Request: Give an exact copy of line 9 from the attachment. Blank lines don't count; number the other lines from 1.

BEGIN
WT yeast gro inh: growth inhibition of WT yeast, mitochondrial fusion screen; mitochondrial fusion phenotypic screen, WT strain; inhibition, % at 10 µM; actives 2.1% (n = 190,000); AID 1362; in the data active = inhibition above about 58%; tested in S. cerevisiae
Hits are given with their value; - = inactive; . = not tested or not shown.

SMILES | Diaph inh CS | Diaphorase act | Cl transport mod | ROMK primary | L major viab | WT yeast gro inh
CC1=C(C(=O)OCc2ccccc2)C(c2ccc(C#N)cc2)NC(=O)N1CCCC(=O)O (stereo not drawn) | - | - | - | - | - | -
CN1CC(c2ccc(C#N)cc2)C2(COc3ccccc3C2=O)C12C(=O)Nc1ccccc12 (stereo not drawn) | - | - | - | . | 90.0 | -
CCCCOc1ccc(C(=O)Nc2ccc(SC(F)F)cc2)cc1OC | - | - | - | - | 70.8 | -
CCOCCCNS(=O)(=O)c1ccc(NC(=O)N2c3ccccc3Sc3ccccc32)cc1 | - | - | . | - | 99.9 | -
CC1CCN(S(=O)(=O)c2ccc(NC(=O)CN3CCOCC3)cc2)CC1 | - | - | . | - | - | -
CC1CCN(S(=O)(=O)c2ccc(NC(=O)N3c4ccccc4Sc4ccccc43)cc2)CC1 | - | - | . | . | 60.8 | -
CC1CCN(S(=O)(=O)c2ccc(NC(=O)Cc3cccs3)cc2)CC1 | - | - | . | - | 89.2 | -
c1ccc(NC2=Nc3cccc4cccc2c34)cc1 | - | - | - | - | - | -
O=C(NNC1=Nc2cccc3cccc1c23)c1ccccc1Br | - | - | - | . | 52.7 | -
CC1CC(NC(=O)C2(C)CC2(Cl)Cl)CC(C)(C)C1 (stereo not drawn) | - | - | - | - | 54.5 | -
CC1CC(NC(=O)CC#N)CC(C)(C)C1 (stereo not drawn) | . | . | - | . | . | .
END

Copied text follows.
CC1CCN(S(=O)(=O)c2ccc(NC(=O)N3c4ccccc4Sc4ccccc43)cc2)CC1 | - | - | . | . | 60.8 | -